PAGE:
But back to Africa. To stare, death, starvation, mutilation in the face daily, to live off of much faith and little head knowledge, takes a work of the Divine homeboy and you are spot on!
Thank you for this post. My husband and I spent a year in Kampala and Gulu, Uganda, and found many African Christians with such deep faith despite some of the terrible conditions and the sickness and death they experience.
They love the Lord and He is real to them in their everyday life in a way that I had never seen before. What a blessing it was for us.
I really appreciate your comments. It’s great to see how the personal experiences of so many of you have born this out, Paul and Gerri.
Lionel, I credit African-Americans in the US first teaching me to see the world differently in this way. They opened my many of the distorted ways (racism) I saw myself and other expressions of the faith.
Thanks for the link, Sean
Rombo, I’m laughing now that I added qualifiers to Diane’s name – as if you didn’t know her ;-). Sometimes the mind plays funny tricks on us
Can I suggest another reason is that christianity is relatively new in many places, missionaries were/ are eager to please tribal chiefs, kings and colonial masters thus unquestioned obedience was taught above other doctrines and virtues. Add to this we the gospel has been and remains largerly under contextualized. Kingship and salvation of God often misundertood. Sucess is only in changed lives, not in numbers looking for something other than true life in god. John 6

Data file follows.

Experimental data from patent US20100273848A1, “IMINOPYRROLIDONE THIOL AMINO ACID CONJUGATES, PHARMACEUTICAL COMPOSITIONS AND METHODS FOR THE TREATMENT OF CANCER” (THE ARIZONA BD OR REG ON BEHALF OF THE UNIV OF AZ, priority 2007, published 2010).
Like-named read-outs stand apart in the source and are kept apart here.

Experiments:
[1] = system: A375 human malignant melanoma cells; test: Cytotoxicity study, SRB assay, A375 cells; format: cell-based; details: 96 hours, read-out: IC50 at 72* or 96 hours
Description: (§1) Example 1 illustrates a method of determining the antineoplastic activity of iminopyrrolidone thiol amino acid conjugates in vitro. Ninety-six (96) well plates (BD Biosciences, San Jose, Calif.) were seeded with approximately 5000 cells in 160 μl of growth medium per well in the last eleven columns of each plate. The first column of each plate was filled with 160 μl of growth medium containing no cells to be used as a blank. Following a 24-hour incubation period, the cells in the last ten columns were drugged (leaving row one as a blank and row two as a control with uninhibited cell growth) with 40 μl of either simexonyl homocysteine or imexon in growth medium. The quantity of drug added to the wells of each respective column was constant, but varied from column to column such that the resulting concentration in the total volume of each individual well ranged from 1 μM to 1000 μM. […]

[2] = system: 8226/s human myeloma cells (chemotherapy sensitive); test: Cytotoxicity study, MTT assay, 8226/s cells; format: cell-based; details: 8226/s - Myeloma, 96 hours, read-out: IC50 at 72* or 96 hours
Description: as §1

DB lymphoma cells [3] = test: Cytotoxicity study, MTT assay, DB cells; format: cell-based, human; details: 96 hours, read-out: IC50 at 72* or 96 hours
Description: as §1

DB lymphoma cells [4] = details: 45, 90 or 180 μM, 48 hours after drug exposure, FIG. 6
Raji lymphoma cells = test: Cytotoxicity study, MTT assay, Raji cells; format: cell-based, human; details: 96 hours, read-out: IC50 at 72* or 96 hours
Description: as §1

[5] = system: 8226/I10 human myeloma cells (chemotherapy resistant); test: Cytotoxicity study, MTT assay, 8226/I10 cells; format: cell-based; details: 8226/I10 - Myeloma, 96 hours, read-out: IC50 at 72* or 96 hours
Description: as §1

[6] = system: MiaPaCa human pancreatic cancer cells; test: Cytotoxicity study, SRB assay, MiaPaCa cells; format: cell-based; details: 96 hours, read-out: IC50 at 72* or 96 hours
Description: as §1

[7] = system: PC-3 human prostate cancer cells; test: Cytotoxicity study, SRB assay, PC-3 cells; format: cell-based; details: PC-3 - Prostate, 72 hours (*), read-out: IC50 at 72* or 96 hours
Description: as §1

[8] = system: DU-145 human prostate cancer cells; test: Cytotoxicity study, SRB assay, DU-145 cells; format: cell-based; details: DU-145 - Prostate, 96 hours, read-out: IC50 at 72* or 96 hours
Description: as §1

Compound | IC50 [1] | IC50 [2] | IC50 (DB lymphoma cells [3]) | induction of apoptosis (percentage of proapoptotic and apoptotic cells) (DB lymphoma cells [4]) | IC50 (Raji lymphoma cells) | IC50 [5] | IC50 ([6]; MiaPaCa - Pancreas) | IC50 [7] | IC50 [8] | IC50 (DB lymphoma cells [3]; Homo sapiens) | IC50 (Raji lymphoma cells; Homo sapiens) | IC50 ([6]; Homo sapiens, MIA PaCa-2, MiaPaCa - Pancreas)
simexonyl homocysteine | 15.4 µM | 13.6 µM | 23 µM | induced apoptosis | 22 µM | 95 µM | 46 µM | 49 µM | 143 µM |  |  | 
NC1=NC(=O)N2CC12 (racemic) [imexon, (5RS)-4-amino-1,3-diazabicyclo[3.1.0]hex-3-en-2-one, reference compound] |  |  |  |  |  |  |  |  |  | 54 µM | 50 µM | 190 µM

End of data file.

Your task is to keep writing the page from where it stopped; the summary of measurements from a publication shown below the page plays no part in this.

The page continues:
Serving in Rwanda
Mentoring and teaching pastors.
one american lady denounced her Christian faith after visiting nigeria and discovered that nigerians are nothing but mass-church-goers and not Christians at all.
Interesting. I’m sure a few African brothers and sisters felt like denouncing the church-going type of Christianity they met in the US as well.
oga ben; the difference is “less religiosity more Christianity” in America; but “little Christianity and too much religiosity” in nigeria.
Hey Friend, I really appreciate your post. I have been working with church and para-church organizations in Africa (southern, west and east) since 2006. I have always been richly rewarded by my fellowship with my African Friends and neighbors. I think a lot of western churches are sitting on their hands with their answers to last centuries problems which have been codified and fossilized. Africa is dynamic, people are doing theology and seeking answers to the questions facing Africa today with the expectation that Jesus and the Holy Spirit will join us in the process.